The Aurora Municipal Center.

Aurora municipal government has hit a wall, and the city’s voters need to make some urgent repairs. The fix can be found on Aurora’s local ballot, now arriving in the mail. Five Aurora City Council candidates on the ballot have the potential to get things moving again. We strongly urge a vote for:

  • Bill Gondrez for Ward I
  • Steve Sundberg for Ward II
  • Jono Scott for Ward III
  • Danielle Jurinsky for one of two at-large seats on the ballot.
  • Dustin Zvonek for the other at-large seat.

Their first order of business will be mending a house divided and in disarray in Colorado’s third-largest city. It’s no small task, but Aurora voters can rest assured these five are up to the task. Without a doubt, it’s overdue.

Aurora’s City Hall has been a spectacle of bitter, divisive politics for some time now. Several wannabe revolutionaries — alas, rebels without a clue — landed seats on the City Council in the past two elections and have made a hash of things since then. What they brought to the table in enthusiasm, they lacked in experience holding public office. It showed.

They wore the fashionable woke agenda on their sleeves. They tried to inject “equity” provisions into assorted council actions, like ensuring that onetime criminal convicts from the drug trade could go to the front of the line in getting legal retail pot licenses. Supposedly, it rights past wrongs. It’s an upside-down view of justice in which all cops, not just the rare rogues, are regarded as suspects while criminals tend to be viewed as victims.

The council’s left wing ladles out bottomless empathy for addicts and others who choose to live on the streets — and who are swarming parts of Aurora and other larger Colorado cities. They want more spending on the street dwellers and blocked an effort by Aurora Mayor Mike Coffman to ban “camping” — with its crime and squalor — in parks or other public spaces. (Both Denver and Colorado Springs have enacted such bans, by the way).

They came to the council itching for a fight. They’ve locked horns with the mayor and the remaining mainstream council members over a host of issues. Cooperation and compromise — central to lawmaking — are not in their playbook.

They even stalemated all efforts last summer to fill a council seat vacated by a fellow member who stepped down in mid-term earlier in the year. Using their narrow majority, they pushed through a law aimed at the mayor that, unconstitutionally, would have prevented the influential political veteran from even expressing his support for any of their rivals seeking council seats. The provisions were struck down in court last month, and the council had to change the law.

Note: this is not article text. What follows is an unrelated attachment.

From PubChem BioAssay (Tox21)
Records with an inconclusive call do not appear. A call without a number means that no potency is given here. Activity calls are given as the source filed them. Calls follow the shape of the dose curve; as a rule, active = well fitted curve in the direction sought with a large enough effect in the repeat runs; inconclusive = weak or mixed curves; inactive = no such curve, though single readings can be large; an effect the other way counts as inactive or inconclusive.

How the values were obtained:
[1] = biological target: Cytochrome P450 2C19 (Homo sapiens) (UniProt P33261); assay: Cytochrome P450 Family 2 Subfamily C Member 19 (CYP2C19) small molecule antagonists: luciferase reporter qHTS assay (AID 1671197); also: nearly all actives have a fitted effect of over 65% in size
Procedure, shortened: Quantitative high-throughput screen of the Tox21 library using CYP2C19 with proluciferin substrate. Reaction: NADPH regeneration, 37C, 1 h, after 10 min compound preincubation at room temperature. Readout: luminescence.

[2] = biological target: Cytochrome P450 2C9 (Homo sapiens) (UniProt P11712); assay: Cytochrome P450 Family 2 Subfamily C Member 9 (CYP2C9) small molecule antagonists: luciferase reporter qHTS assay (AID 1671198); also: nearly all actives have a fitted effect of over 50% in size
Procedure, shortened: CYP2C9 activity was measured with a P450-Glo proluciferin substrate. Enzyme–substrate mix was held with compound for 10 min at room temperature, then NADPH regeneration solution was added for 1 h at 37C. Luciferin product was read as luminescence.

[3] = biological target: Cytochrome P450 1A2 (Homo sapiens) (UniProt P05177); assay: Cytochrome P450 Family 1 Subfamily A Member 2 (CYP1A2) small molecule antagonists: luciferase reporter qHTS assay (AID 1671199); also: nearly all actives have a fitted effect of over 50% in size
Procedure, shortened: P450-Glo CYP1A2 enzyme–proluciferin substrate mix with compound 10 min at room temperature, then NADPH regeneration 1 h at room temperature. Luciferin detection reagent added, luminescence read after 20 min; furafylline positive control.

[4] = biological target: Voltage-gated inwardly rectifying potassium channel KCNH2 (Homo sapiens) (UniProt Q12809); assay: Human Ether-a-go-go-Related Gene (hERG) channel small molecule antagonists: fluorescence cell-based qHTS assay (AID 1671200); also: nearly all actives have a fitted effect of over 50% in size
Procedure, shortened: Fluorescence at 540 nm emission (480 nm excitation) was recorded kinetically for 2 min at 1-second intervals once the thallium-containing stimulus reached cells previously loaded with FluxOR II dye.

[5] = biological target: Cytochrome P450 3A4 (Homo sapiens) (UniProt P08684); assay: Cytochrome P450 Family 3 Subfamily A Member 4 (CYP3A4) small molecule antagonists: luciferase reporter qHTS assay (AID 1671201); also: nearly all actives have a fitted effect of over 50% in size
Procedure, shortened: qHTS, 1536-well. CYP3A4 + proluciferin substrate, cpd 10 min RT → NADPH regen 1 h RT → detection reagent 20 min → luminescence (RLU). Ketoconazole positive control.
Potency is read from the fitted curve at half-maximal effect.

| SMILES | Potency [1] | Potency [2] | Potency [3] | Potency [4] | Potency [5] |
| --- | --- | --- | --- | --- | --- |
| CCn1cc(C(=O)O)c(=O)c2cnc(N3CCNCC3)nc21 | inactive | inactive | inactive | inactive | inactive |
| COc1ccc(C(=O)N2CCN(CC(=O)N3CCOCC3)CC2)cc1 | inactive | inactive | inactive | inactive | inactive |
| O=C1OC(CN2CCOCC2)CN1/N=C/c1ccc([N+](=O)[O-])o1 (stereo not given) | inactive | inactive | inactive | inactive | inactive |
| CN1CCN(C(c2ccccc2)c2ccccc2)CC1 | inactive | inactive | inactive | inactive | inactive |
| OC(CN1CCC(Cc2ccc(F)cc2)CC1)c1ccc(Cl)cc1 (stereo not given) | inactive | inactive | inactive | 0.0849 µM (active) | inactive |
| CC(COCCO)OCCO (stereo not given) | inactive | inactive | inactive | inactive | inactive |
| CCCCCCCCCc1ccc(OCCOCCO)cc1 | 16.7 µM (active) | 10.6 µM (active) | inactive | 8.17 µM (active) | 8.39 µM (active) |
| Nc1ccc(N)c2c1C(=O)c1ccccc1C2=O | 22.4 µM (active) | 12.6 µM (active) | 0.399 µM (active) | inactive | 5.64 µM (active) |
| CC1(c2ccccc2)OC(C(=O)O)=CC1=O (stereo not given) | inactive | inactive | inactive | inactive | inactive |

The quarrels and marathon debates have pushed council meetings into the wee hours time and again. It all came to a head at one such meeting the other night in a bizarre outburst by Ward IV Councilman Juan Marcano, one of the radical ring leaders. In a fit of what he called, “radical candor,” Marcano, whose term lasts another two years, launched into a tirade against the GOP, calling it a “sadistic death cult” and “the most dangerous organization that has ever existed on this planet.” Never mind that municipal officials, by law, are elected as non-partisans.

That rhetoric delights the political fringe — Marcano calls himself a Democratic socialist — but it’s a safe bet most Aurora Democrats, Republicans and unaffiliateds have far more pressing concerns that have gone unaddressed by this council.

Reassuringly, there are five council candidates ready and willing to tackle those issues.

Zvonek says public safety will be his “top priority” in the face of a crippling crime wave that has engulfed Aurora and the entire metro area.

Sundberg, a small-business owner, wants to ease, “unnecessary regulations, and unrealistic city mandates” that only drive up prices for customers.

Scott aims to “address our roads, bridges, and aging infrastructure” as the city’s transportation grid struggles to keep pace with growth.

Jurinsky, an entrepreneur, vows to make Aurora “more business friendly” in the wake of the COVID economy.

Gondrez wants more Aurorans to be able “to live where they work…through an increase in workforce housing” amid an affordable-housing crunch.

In other words, they want to serve up the meat and potatoes of city government to a public starved for it. It’s also a public weary of political bickering that accomplishes nothing. It’s supposed to be City Hall, after all, not Fight Club.

We highly recommend Bill Gondrez, Steve Sundberg, Jono Scott, Danielle Jurinsky and Dustin Zvonek for Aurora City Council.

No radical agenda. No chip on their shoulders. Just everyday Aurorans, from every walk of life, who want to work together to make their community work better. What a refreshing change.